Other fields are also increasing, or could increase, the public accessibility of cutting-edge innovation. Since the early days of 3D printing, 3D-printing technology has been popular among so-called makers who like to experiment with building and modifying various types of machinery and electronics. And as 3D-printing technology continues to evolve, a broader regulatory and cultural trend toward accessible and repairable products has developed. Environmental concerns and a desire to prevent major vendors from creating closed-shop product ecosystems are driving right-to-repair legislation. The change has made repair of products as diverse as cell phones and washing machines more common than it was in the past and in the process made accessible the inner workings of various products (including advanced products such as the latest cell phones and high-end cars).
The public availability of advanced technologies sometimes furthers innovation. Open-source-software advocates have long touted the benefits of open access, and, indeed, open-source software—which multiple parties develop in collaboration—has often proved capable of creating very robust systems (for example, nearly all cloud servers rely on open-source software). Even if members of the public are not building the technology directly, their having access to it can prove critical for discovering use cases and flaws that are unlikely to show up in controlled lab tests. For example, although major vendors such as Meta Platforms and Microsoft are promoting various metaverse use cases, users may be responsible for discovering what the killer apps really are.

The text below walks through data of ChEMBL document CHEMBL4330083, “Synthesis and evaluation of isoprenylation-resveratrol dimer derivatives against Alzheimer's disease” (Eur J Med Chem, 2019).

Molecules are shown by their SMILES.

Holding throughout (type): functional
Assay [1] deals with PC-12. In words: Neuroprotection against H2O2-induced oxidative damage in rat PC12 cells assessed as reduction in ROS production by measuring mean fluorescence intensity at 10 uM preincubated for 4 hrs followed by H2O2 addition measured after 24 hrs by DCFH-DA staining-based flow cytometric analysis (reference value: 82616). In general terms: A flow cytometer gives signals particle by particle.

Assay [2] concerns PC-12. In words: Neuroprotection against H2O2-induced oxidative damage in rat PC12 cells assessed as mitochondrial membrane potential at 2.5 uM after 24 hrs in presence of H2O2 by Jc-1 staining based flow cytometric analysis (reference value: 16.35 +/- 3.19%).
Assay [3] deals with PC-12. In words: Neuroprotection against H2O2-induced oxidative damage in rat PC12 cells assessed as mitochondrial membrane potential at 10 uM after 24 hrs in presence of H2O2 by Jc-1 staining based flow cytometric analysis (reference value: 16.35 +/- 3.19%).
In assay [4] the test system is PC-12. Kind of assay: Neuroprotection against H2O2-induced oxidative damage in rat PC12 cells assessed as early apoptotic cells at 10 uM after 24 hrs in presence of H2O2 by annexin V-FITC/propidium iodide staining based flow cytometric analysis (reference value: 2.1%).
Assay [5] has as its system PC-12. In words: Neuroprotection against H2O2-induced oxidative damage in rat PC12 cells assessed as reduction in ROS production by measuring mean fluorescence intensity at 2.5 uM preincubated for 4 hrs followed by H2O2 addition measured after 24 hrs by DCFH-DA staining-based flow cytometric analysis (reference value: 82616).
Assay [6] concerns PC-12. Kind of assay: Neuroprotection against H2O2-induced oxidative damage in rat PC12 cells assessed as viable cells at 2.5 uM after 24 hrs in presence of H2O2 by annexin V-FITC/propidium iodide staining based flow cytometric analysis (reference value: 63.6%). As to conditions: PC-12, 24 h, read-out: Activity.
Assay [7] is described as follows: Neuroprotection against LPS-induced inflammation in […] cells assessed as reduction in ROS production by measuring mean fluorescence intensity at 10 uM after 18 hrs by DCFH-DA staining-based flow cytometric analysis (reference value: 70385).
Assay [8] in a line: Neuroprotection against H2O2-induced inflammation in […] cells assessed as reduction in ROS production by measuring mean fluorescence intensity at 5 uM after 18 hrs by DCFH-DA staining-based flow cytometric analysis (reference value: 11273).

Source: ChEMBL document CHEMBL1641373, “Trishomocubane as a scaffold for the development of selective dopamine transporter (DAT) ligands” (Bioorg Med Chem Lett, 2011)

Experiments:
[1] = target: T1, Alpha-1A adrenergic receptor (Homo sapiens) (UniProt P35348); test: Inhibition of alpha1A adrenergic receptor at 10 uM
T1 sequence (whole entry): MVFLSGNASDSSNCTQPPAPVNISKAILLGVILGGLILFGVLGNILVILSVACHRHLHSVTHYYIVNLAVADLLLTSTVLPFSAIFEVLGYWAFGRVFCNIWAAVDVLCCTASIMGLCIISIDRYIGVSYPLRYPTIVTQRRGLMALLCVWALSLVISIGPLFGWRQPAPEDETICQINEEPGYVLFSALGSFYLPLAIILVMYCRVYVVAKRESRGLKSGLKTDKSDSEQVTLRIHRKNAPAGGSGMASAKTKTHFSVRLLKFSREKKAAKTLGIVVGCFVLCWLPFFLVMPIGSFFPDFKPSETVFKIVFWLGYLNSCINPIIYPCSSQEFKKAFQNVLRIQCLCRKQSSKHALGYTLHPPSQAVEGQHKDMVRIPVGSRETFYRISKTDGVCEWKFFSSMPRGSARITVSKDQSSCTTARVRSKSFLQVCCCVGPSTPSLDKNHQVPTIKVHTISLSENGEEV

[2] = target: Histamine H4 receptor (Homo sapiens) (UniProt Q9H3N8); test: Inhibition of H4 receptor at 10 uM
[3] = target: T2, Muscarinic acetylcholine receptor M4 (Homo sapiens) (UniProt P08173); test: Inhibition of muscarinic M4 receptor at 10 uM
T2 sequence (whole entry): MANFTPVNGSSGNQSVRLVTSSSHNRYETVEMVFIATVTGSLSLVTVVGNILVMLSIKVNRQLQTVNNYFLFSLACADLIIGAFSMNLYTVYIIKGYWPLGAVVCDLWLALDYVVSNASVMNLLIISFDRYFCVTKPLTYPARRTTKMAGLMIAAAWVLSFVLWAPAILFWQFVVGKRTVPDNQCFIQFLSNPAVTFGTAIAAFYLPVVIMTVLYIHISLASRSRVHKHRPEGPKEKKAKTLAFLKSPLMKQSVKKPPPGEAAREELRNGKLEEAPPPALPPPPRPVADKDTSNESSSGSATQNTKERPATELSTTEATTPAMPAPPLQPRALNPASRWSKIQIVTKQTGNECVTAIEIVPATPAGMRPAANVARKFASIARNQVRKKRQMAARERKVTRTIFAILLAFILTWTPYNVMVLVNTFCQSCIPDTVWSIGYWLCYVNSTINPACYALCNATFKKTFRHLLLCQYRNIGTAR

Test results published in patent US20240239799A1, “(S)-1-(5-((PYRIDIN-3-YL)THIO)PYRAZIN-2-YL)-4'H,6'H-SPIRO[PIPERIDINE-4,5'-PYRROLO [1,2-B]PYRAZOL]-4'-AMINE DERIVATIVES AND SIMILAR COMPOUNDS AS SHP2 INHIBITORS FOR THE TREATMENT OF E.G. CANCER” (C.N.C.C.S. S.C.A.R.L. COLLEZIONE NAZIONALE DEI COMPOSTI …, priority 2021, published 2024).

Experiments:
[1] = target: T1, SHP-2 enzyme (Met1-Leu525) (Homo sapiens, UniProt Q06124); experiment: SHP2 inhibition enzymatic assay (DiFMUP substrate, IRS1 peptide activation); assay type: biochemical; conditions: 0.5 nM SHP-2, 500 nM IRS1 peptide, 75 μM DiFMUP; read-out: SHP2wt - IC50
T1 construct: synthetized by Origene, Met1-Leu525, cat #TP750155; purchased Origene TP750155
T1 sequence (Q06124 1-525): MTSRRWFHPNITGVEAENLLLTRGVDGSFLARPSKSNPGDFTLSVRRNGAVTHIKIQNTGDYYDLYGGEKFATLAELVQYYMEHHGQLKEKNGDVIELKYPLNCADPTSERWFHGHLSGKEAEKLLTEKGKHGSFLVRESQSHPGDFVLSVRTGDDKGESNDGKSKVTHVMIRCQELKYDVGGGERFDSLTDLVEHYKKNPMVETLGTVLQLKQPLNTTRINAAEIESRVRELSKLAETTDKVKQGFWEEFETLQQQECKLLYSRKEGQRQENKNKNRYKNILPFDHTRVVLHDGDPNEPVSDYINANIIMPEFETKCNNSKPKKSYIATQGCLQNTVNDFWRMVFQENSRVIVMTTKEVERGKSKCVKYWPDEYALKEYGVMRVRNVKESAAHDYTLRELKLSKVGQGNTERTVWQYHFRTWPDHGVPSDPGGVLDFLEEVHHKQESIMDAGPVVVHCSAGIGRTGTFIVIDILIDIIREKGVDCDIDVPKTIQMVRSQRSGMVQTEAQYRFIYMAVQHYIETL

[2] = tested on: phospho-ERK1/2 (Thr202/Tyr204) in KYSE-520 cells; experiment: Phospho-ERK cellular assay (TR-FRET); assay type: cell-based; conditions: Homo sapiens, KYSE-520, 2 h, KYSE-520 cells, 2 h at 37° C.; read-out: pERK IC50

The public availability of advanced technologies can also lead to harm. Early versions of generative AI became notorious for enabling people to create deepfake pornography. AI-driven cyberattacks already exist and will likely become more harmful as AI tools improve in the coming years. And part of the reason stakeholders are concerned about runaway AI (for example, various stakeholders recently signed an open letter calling for a pause on the development of advanced systems) is its availability in the wild. Elsewhere, individuals have used 3D printers to create functional guns, and repairable tech may be vulnerable to sabotage. Perhaps most worrisome, the misuse of biotech innovations could lead to new bioweapons or modifications to the human germ line.
Technology is neutral and can typically see use for good or for harm. Rightly or wrongly, societies have moved toward increasing the public accessibility of cutting-edge innovation, in the process making the eventual impact of new technologies more unpredictable than it was in the past.